The FAA will likely miss their 2015 deadline to let companies fly drones, reports The Verge.
Last week the Department of Transportation found that the FAA is “significantly behind schedule” and that there are still “significant technological, regulatory, and management barriers” preventing the FAA from integrating drones into the national airspace.
Those barriers include: failing to create standards that would allow drones to detect and avoid other aircraft, as well as ensure reliable connections with their controllers; not yet determining regulatory requirements — such as certifications and air traffic procedures — for managing drones; and not ensuring that all issues with drones are reported and tracked.
The FAA says that it’s on track to issue a rule proposal for allowing flights of small drones this year.
Last summer, the FAA issued restricted category type certificates for commercial use in Alaska of the Insitu ScanEagle, a fixed-wing UAV, developed on the Columbia River Gorge and the Puma. On June 10th, 2014, the FAA approved the first commercial UAV use over land of the AeroVironment Puma.
Congress has instructed the FAA to integrate commercial drones into public airspace, where they will fly in coordination with conventional aircraft.
The FAA selected the University of Alaska’s proposal which contained Hawaii and Oregon UAV test range locations. In total, 58 companies and 13 test ranges are part of the Pan-Pacific UAS Test Range.
Rising Tide Innovations, a UAS software developer, says Oregon’s test ranges will spawn jobs at tech centers and manufacturing operations.
Oregon Unmanned Systems Business Enterprise, a nonprofit now called SOAR, is designed to establish Oregon as a leader in the civilian uses of unmanned aircraft. The organization is launching with a two-year $882,000 state grant from the Oregon Business Development Department and the Oregon Innovation Council.
- Paradigm ISR of Bend for development of a system to collect and analyze pest management data for agricultural crops, $60,000.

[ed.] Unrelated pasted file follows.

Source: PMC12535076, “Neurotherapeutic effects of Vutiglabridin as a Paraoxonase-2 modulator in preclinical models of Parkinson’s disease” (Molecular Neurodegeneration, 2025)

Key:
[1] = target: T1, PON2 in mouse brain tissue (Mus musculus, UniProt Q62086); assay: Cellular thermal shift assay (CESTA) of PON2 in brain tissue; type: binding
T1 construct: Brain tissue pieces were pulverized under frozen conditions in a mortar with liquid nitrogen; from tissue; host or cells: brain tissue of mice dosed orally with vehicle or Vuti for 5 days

- NW UAV of McMinnville, in partnership with the VT Group of Tigard, for completion of a new, certifiable propulsion system for flight vehicles, $75,000.
- Fordyce Design and Manufacturing of Gaston for a standardized servo system for flight vehicles, $14,000.
- Insitu’s Advanced Programs Engineering Group of Hood River for development of flight navigation and communication systems to integrate manned and unmanned aircraft for missions such as firefighting and search and rescue, $75,000; and
- Cloud Cap Technologies to integrate Sagetech’s next generation transponder for development of a new-generation transponder and autopilot for improved flight safety at test ranges and eventually in the general airspace, $103,000.
SoarOregon considered about 40 proposals from area companies in the first round of funding this April.
Google also plans to test unlicensed “TV white space” radios, using 512-602 MHz and 620-698 MHz. At 4 W per 6 MHz channel, they are expected to cover a radius of 5 miles from its Mountain View, California campus.
The Solara 50 solar-power UAV from Titan Aerospace carries 70 lb payloads to 20 kilometers (12 miles), and acts as an cellular base station providing an 18-mile coverage radius. DARPA’s Mobile Hotspots program aims to build mobile 70/80 GHz backhaul for UAVs, connecting at 1 Gb/s.
Jonathan Evans, CEO of Portland-based SkyWard.io, explains how the emerging aerial robotics network will operate.
Aireon will use the Iridium NEXT for their ADS-B service, starting in 2015. Globalstar also plans a space-based air traffic management system that will compliment ground-based ADS-B. It’s a true over-the-horizon air traffic surveillance system capable of delivering Air Traffic Control (ATC) automation.
OpenVX provides mobile developers with an industry standard API to deliver embedded computer vision and computational imaging chipsets that can keep UAVs on track.
FAA-approved test sites, type certification for commercial use over certain restricted areas, ADS-B automation, flight-plan and mission planning software, embedded processing chips, FLIR, hyperspectral and Lidar cameras, and broadband wireless connections are coming together.
Applications in forest and terrain surveys, agricultural monitoring, public safety, maritime and transportation industries can save money and lives.
Domestic commercial drones could be a $13 billion industry by 2017, creating 70,240 jobs, according to the AUVSI. They estimate Oregon’s share at $81 million with about 400 high-skilled, high-paying jobs.